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Delta Bids Goodbye to its Last DC-9


How do you measure the impact of an airplane? By how many people it brought together, by the routes it pioneered, perhaps by the sheer number built?

By any of those standards the original Douglas DC-9 was a winner. Now comes word the Delta Air Lines, the carrier that launched the distinguished line of airplanes back on December 8, 1965 is lofting its last DC-9 flight on January 6. Flight 2014 (that’s the way Delta designated it) is scheduled to push back from the gate at Minneapolis/St. Paul International at 4:20 p.m. Central Time in the U.S. and head southeast to Atlanta.

Over the years Delta’s operated a total of 305 DC-9s. In all, according to Bill Yenne’s book The Story of the Boeing Company (into which Douglas successor McDonnell Douglas merged), 976 of the classic rear-engine twinjets were minted over the years. The idea behind the DC-9 was to bring pure-jet service to smaller cities, on shorter routes. Consider, the original 90-passenger DC-9-10 possessed a range of 1,565 miles. By comparison the larger, older DC-8 was, in its time, an ocean-spanning giant.

Delta used its first DC-9s on such southern-U.S. city-hopping routes as Dallas-Shreveport-Jackson-Birmingham-Atlanta. This sort of scenario prevailed in an era prior to airline deregulation. Now, most routes are operated on a “hub-and-spoke” basis, with nonstops radiating from hubs such as Atlanta

This AirlineRatings’ reporter was one of millions of flyers whose life was touched by the airplane. On a cold March day in 1969 I boarded a Continental Airlines DC-9 for the 564-mi/907km flight from Dallas Love Field to El Paso. I as on my way to train for war, a trip that a few months later would be continued aboard a Flying Tigers DC-8-73 bound for Cam Ranh Bay in a country they once called South Vietnam.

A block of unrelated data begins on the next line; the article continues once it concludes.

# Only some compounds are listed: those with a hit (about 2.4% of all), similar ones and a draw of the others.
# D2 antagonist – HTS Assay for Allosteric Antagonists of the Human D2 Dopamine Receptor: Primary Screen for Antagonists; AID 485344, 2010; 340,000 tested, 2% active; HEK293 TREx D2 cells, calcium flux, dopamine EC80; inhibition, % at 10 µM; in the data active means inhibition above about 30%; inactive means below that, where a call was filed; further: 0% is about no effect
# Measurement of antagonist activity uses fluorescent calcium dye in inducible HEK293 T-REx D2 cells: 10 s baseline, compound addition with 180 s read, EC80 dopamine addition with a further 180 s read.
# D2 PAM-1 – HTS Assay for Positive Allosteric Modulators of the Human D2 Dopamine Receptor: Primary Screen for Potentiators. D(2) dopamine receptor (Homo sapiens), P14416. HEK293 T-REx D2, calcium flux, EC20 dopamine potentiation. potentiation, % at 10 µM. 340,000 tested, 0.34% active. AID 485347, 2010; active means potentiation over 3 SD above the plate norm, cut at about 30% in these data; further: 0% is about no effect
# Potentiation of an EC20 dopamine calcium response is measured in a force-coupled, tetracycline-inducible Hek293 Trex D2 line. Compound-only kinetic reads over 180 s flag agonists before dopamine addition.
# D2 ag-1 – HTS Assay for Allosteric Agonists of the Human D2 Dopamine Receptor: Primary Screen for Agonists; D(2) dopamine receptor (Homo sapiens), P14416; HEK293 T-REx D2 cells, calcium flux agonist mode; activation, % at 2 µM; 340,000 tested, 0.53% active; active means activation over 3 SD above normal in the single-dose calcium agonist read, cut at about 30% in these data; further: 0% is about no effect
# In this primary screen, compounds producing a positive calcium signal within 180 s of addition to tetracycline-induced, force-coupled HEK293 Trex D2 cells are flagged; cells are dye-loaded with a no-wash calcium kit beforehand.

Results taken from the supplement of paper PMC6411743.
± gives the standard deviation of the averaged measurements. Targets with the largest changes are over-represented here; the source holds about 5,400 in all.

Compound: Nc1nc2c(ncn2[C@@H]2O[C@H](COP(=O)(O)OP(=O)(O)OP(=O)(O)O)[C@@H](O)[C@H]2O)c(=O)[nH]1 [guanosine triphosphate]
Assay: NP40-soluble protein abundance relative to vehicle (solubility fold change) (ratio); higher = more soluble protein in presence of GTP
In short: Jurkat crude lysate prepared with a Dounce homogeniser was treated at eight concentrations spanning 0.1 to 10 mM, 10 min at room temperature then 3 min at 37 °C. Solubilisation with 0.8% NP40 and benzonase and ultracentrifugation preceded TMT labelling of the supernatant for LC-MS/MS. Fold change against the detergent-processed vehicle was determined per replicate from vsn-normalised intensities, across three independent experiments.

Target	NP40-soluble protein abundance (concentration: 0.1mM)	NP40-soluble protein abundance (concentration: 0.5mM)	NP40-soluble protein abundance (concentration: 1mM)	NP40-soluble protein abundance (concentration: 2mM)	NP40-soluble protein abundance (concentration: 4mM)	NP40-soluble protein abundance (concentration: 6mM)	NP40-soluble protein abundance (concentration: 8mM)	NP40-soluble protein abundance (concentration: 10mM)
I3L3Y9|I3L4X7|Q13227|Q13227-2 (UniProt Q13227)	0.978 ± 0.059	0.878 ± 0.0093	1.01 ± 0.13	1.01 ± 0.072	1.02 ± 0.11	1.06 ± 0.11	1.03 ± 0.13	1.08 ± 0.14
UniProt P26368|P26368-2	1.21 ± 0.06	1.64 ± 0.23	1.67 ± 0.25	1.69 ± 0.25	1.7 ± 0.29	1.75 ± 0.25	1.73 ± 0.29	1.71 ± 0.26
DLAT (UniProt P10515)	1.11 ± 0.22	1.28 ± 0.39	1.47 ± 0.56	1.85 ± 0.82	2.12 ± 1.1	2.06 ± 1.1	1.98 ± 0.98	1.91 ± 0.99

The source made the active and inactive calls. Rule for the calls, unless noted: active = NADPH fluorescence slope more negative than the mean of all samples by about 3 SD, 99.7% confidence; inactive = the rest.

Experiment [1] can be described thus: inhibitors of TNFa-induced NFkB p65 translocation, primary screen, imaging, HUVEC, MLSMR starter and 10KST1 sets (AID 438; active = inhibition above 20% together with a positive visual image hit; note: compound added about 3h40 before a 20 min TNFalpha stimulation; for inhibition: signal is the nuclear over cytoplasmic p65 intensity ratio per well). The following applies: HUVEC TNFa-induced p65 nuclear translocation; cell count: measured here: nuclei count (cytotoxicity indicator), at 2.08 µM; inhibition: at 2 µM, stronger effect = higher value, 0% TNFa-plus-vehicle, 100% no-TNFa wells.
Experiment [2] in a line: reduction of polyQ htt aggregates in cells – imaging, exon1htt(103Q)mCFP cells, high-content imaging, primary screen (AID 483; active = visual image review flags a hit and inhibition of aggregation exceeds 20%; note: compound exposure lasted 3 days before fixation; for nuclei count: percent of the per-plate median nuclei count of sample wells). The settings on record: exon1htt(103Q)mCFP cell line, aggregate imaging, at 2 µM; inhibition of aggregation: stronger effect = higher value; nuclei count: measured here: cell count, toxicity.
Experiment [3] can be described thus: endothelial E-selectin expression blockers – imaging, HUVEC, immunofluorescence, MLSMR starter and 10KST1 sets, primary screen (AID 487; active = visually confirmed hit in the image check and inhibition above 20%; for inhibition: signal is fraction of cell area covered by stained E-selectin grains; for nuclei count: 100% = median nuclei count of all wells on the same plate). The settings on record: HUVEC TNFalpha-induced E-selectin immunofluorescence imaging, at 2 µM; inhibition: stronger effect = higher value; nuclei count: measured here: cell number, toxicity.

While the original DC-9 has all but exited the arena, the craft’s descendents remain viable players. The rapier-like MD-80 series is a workhorse for U.S. leisure carrier Allegiant, and Delta is taking delivery of what will be a fleet of 88 Boeing 717-200s – the re-engined, fuel-efficient DC-9 look-alike. Delta is getting the seven-one-sevens as U.S. discount carrier Southwest Airlines sheds its non-737 fleet. Southwest inherited the airplanes when it purchased AirTran.

What we all inherit with the disappearance of the last of the classic DC-9’s are suitcases full of memories, remembrances of the days when jet travel was shiny and new, and the skies a clear cerulean blue.


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